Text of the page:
The wells around the reactors are designed to pump groundwater away from the facility. Tokyo Electric Power Company (TEPCO), which operates the plant, said that six wells in the vicinity of the reactors were actually a full three feet below the required safe height to avoid contamination. This means it’s possible that radioactive waste water has been leaking into the soil at those sites.
The mistake was noticed in April 2017 during tests that preceded the digging of a new well, and TEPCO launched a full investigation. The mistake was a result of TEPCO erroneously configuring the gauges in the wells, repeatedly giving them false readings of the groundwater levels at those sites.
TEPCO tested all six questionable sites and found that the groundwater has no elevated levels of radioactivity. A leak is therefore unlikely, according to TEPCO spokesman Shinichi Nakakuki.=
The Fukushima plant suffered a triple meltdown following the devastating 9.0 earthquake and tsunami that struck Japan in March 2011, killing around 16,000 people. After the meltdown that forced 174,000 people to abandon their homes, further contamination occurred when melted-down nuclear fuel seeped into the groundwater.
The wells are to prevent radioactive water from leaking into the Pacific, but TEPCO has had repeated troubles with managing thousands of tons of contaminated water. Shortly after the meltdown, an underground barrier of frozen soil was built, but in 2016 they revealed that the measure had been ineffective. In July 2013, TEPCO revealed that radioactive water was leaking from the plant into the Pacific Ocean, something they had previously denied.
TEPCO has been severely criticized by the Japanese government and public for their mishandling of the meltdown and ensuing crisis. In 2016, three of TEPCO’s top executives, including former Chairman Tsunehisa Katsumata, were indicted on charges of criminal negligence.
They are also the subject of 30 class action lawsuits from displaced and injured residents. The most recent lawsuit was resolved earlier in September, when the company was ordered to pay 376 million yen ($3.36 million) to 42 plaintiffs.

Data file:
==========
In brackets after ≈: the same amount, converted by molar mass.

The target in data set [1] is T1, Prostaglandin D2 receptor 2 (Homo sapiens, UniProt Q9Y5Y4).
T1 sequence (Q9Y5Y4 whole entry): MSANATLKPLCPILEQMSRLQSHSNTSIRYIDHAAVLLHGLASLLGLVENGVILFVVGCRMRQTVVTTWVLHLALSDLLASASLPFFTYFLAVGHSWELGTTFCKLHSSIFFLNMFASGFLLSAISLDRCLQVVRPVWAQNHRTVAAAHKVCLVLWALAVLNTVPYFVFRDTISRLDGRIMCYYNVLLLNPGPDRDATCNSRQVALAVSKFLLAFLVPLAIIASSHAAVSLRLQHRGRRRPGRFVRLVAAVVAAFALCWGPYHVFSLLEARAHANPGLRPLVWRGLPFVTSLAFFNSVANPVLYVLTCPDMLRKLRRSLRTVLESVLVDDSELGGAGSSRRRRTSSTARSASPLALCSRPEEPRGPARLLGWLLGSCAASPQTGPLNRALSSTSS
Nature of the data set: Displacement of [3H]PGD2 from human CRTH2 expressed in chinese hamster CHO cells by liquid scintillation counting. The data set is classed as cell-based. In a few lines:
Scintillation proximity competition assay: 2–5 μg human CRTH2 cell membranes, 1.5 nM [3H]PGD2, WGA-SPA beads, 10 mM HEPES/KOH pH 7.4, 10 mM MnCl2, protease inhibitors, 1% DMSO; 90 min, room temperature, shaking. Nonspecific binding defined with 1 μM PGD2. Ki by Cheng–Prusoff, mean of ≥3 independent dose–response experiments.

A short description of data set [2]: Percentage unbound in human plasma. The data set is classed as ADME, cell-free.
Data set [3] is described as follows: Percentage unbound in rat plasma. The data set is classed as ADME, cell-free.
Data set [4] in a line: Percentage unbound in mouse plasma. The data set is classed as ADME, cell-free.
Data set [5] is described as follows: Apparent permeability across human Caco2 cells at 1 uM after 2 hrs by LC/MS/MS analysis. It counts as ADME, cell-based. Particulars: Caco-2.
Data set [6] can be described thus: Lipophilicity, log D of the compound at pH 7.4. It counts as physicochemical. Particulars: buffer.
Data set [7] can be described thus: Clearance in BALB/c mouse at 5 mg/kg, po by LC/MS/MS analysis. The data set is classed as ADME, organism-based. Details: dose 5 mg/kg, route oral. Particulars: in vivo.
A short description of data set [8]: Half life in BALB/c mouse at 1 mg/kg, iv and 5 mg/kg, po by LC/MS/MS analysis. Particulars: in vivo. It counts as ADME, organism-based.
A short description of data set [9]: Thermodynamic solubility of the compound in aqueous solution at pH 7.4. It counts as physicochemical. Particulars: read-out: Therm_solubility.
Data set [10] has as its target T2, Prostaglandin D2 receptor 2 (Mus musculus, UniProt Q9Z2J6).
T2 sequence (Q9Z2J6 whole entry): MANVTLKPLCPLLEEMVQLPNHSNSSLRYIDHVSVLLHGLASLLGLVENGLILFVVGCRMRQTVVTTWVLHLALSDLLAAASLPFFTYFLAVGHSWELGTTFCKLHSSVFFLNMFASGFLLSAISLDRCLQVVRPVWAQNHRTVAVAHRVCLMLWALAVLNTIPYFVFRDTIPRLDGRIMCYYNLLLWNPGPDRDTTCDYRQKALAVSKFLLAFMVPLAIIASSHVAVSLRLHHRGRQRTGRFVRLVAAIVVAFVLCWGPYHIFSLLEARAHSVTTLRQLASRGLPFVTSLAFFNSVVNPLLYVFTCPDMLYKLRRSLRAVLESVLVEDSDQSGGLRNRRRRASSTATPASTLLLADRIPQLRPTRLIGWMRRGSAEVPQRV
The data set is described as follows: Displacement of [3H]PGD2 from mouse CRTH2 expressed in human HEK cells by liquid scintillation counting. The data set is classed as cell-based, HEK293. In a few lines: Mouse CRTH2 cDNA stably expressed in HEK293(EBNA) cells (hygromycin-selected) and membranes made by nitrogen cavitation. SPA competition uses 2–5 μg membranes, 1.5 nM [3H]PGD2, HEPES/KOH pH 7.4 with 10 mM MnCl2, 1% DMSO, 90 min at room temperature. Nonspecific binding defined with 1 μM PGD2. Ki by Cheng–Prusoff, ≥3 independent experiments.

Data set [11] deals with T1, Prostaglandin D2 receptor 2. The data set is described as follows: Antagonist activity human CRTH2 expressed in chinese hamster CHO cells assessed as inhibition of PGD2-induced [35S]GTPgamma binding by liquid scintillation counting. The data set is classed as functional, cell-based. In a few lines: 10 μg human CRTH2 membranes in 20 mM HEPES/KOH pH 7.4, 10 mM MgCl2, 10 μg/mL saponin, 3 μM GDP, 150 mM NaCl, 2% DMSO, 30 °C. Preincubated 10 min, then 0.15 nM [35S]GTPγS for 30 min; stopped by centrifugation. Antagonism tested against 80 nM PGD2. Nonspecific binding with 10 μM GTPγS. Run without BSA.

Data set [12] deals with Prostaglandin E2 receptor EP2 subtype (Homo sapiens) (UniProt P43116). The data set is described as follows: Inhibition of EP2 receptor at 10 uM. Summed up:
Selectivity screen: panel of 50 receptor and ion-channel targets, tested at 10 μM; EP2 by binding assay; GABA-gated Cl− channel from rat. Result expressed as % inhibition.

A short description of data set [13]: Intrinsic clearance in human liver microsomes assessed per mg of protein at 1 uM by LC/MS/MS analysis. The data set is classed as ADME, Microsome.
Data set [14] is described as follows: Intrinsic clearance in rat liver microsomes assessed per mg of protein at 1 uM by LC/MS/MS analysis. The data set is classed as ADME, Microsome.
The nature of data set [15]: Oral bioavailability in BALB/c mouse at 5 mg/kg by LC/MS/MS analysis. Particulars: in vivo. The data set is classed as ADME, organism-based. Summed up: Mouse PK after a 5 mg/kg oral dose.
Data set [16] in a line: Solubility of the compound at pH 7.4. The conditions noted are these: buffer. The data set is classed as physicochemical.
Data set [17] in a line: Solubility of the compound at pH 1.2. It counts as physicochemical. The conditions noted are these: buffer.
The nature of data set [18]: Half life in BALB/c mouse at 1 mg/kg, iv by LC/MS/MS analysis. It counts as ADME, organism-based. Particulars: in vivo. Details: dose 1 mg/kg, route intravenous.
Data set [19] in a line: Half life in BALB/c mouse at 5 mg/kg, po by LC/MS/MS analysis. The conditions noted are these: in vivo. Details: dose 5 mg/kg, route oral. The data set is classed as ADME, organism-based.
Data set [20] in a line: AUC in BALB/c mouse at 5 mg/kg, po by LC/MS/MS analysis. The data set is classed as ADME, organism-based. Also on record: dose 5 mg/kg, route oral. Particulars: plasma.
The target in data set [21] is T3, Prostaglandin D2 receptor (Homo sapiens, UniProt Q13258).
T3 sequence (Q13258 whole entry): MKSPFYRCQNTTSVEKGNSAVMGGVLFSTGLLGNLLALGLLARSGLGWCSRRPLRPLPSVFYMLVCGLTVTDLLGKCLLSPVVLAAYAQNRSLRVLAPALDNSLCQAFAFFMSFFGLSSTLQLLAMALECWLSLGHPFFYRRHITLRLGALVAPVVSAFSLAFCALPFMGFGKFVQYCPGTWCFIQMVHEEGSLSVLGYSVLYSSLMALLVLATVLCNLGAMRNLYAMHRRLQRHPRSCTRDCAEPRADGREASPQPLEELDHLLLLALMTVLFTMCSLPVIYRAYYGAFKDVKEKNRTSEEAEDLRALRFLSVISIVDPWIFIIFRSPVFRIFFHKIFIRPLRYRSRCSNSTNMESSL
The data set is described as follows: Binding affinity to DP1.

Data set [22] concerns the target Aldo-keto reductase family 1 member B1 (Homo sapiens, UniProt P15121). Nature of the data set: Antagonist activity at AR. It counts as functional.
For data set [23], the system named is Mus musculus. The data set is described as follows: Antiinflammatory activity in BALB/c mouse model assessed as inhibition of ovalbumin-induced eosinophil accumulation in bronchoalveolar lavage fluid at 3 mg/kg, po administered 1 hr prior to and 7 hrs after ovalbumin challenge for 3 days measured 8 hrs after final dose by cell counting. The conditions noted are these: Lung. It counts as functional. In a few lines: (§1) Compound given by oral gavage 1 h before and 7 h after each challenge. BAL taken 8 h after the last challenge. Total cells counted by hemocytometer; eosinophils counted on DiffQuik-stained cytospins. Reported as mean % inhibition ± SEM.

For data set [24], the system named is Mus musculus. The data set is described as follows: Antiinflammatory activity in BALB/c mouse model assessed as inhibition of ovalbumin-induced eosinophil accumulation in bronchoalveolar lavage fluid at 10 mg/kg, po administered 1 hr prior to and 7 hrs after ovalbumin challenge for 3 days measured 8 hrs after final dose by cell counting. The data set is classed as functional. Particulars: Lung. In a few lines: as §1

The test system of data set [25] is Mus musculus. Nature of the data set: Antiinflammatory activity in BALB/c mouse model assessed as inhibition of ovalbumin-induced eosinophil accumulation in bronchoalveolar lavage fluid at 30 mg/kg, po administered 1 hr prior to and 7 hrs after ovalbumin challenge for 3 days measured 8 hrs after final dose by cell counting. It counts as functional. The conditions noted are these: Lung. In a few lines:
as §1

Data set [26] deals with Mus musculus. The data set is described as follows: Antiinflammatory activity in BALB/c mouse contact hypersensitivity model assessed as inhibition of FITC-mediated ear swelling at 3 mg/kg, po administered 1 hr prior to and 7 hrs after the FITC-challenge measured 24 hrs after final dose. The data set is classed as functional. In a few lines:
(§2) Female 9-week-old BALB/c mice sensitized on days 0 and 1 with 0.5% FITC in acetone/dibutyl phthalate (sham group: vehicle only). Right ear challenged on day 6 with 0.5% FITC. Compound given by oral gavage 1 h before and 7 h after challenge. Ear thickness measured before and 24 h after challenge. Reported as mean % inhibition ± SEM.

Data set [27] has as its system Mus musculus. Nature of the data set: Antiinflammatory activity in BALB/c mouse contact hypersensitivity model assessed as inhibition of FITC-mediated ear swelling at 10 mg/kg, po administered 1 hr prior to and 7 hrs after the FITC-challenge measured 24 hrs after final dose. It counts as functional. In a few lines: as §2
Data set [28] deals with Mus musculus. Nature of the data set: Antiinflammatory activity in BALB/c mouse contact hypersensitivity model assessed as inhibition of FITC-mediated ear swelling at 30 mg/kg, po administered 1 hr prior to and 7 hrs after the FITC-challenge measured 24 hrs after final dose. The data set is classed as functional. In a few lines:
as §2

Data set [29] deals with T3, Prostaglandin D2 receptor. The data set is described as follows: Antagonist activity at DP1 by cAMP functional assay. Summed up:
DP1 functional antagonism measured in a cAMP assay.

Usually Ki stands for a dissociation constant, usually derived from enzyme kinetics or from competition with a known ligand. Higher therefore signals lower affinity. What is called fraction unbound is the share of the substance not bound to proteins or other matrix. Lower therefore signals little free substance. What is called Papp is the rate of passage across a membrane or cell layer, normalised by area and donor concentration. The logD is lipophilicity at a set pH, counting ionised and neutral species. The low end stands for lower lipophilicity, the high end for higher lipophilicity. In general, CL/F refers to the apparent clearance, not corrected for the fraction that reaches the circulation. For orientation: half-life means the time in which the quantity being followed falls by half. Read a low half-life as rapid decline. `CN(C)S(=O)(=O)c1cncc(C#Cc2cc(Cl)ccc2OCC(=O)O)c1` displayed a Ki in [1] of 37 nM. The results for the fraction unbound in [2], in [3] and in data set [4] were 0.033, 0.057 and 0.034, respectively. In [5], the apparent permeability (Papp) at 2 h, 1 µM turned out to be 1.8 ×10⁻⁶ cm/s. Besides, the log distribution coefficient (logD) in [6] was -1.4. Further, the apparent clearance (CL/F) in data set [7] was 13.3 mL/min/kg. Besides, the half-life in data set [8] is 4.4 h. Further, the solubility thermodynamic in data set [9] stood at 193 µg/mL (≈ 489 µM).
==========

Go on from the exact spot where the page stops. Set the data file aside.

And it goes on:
Botched gauge settings might have contaminated Fukushima groundwater from April onward: Tepco
The discovery of falsely configured monitoring equipment at the stricken Fukushima No. 1 nuclear power plant means the groundwater flowing underneath it might have gotten contaminated from April onward, Tokyo Electric said Friday.
The utility said incorrect gauge settings were used to measure groundwater levels in six of the wells near reactors 1 and 4. This resulted in groundwater readings about 70 cm higher than reality, which means the beleaguered power utility has been mismanaging the groundwater there for months.
To prevent tainted water from leaking from the plant, Tokyo Electric Power Company Holdings Inc. installed water gauges so it could keep the groundwater levels in the wells a meter higher than the contaminated water in the buildings.
Tepco adjusts the amount of water in wells called subdrains around the buildings to keep the groundwater higher than the tainted water inside them, which prevents it from flowing out. If the groundwater levels sink below the level of the radioactive water, it might leak out.
On Friday, Tepco said the estimated groundwater level in one of the six subdrain wells close to reactor 1 fell below the level in the reactor building at least eight times during the five-day period to May 21 because the gauges were set incorrectly.
Groundwater levels were 2 mm to 19 mm lower than the level in the buildings, Tepco said, adding that it does not know precisely how long each of these problematic situations lasted because water level data is collected by the hour.
Tepco said groundwater levels in five other wells affected by the incorrect settings did not fall below the levels in the nearby reactor buildings.
All six are in the area surrounded by an underground ice wall designed to prevent groundwater leakage.
According to Tepco, the incorrect settings date as far back as April 19. The earliest error affected the gauge in a well where groundwater fell to hazardous levels.
In the world’s worst nuclear disaster since Chernobyl, reactors 1, 2 and 3 at the plant experienced core meltdowns and reactors 1, 3 and 4 were severely damaged by hydrogen explosions following a massive offshore earthquake that spawned large tsunami in March 2011.